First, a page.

Learning to be Agile

Posted on 11 September, 2012


Oft misunderstood, oft mis-applied, an agile approach to project delivery promises much and can certainly deliver, if done properly.  Thus I was delighted to attend the Certified Scrum Master course last week where I was able to refresh my mind on a few ideas that I’ve used in the past but perhaps not applied much in my current role, and at the same time was introduced to many new concepts, approaches and techniques.

In many an interview or meeting over the years I’ve often made a statement of valuing “people over process”, something I truly believe and endeavour to support wherever possible.  I hadn’t however realised it was actually one of the key components of the agile manifesto.  For my own future reminder, here’s the full manifesto:

We are uncovering better ways of developing software by doing it and helping others do it. Through this work we have come to value:

Individuals and interactions over processes and tools
Working software over comprehensive documentation
Customer collaboration over contract negotiation
Responding to change over following a plan

That is, while there is value in the items on the right, we value the items on the left more.

The training itself included a great range of exercises designed to reveal and explore key features of a scrum approach to project delivery, including designing a process, iterative improvement and refinement, approaches to estimation, feature prioritisation, release and sprint planning and review.

The biggest exercise involved the creation of our epic lego city through creating a vision, prioritising features through a team-based exercise called ’35’, designing an infrastructure and delivery process, release planning, and planning, conducting and reviewing a series of four eleven minute sprints in which to deliver the city itself.  Here’s what we ended up with.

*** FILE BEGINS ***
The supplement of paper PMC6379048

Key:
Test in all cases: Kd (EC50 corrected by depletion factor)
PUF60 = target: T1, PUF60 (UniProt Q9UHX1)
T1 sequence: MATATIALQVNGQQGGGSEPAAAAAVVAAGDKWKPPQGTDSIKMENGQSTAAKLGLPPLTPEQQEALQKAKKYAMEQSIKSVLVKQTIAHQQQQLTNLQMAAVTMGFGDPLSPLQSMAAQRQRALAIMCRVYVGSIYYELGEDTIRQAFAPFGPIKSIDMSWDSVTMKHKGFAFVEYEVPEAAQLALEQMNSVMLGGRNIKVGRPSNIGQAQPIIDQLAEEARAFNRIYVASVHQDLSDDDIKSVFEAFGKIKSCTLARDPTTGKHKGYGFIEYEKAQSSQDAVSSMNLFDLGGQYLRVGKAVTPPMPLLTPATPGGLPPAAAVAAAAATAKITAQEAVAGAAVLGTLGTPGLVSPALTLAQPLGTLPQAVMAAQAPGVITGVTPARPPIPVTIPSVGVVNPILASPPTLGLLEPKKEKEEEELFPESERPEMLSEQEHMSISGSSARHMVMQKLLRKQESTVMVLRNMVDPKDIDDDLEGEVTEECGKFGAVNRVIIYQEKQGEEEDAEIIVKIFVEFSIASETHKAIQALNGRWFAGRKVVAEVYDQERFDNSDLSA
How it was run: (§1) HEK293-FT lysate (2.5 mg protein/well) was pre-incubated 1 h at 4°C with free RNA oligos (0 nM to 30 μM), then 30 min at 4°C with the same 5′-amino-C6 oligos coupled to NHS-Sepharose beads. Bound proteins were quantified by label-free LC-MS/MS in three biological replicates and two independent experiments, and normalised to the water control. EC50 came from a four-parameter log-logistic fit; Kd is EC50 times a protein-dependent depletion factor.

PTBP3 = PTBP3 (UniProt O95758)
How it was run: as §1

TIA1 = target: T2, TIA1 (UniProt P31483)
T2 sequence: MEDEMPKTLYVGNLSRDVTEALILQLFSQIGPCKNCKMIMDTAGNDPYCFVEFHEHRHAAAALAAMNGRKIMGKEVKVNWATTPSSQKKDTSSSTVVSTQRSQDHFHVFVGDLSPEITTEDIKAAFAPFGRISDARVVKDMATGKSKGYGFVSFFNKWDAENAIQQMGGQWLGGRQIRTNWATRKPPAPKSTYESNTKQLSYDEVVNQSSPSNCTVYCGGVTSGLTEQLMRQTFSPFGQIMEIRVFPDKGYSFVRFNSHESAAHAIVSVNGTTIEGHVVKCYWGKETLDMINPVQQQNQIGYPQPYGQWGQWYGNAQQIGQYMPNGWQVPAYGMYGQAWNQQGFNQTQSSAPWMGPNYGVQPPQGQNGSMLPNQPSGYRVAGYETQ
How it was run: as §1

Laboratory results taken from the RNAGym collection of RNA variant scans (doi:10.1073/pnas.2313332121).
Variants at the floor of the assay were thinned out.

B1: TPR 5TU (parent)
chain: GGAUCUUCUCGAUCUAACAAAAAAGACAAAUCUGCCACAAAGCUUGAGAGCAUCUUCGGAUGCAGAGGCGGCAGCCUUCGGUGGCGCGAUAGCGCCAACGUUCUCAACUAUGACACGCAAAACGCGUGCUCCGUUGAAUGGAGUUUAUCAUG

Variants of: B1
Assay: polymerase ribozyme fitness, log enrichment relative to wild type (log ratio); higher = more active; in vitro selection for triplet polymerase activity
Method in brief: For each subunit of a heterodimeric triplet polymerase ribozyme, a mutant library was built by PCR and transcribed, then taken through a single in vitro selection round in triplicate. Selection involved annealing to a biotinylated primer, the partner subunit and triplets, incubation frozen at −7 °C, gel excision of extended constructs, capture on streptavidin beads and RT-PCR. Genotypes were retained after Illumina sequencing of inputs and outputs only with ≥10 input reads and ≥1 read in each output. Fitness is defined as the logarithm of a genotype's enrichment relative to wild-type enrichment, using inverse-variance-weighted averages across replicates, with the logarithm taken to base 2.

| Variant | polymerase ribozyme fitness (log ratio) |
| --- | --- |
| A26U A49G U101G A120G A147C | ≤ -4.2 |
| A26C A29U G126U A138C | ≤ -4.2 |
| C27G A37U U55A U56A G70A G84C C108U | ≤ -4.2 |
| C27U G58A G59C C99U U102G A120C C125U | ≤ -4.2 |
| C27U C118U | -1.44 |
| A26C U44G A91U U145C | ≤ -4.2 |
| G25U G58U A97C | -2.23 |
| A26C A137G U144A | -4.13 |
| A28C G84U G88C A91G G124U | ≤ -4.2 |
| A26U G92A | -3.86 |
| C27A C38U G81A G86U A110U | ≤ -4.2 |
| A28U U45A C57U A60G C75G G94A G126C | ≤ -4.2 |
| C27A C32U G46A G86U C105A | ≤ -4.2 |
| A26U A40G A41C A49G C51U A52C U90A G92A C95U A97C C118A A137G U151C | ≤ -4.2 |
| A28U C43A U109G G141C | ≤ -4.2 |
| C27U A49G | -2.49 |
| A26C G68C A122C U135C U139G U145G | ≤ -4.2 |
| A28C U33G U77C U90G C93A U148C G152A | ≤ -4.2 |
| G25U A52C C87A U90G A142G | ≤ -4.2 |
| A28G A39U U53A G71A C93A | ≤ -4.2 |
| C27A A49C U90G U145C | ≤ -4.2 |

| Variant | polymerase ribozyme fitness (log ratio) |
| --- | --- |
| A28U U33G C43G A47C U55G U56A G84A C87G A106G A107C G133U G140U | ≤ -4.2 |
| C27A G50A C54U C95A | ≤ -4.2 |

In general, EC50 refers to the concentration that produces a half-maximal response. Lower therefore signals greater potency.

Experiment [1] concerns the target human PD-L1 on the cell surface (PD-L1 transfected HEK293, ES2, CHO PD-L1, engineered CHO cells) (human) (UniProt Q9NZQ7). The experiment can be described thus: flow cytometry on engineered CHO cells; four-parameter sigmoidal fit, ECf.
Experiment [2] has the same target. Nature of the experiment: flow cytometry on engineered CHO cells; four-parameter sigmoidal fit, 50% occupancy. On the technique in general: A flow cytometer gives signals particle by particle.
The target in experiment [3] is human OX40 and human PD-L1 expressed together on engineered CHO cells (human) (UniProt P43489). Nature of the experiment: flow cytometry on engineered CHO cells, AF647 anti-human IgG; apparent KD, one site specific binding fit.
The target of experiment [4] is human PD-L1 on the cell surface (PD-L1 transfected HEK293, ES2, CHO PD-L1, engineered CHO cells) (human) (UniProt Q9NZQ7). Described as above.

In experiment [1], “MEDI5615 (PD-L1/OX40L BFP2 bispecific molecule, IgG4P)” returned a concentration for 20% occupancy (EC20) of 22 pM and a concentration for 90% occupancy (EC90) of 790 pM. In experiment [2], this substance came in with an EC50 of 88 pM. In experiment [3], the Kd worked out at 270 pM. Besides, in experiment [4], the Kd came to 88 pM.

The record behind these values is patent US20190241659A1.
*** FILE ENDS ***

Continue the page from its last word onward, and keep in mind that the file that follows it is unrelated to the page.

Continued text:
It’s more complicated than it looks!  Each element of the city is packed with specific features to match the required criteria of the product owner.  Establishing those is just one example of the process improvements we made after the first sprint review ended up in a mass rejection of work, due to feature requirements we were not aware of, but had done nothing to seek out and agree.

Each iteration we sought further refinements that could benefit the team and the project; introduction of and clarity on roles, better planning and specification, increasingly smooth and more focused production.

All in all it was a superb two days of training.  The challenge now is how to best apply this to current projects, and engage the team in becoming a constantly evolving high-achieving and successful team.

Posted in: Agile, Management, Process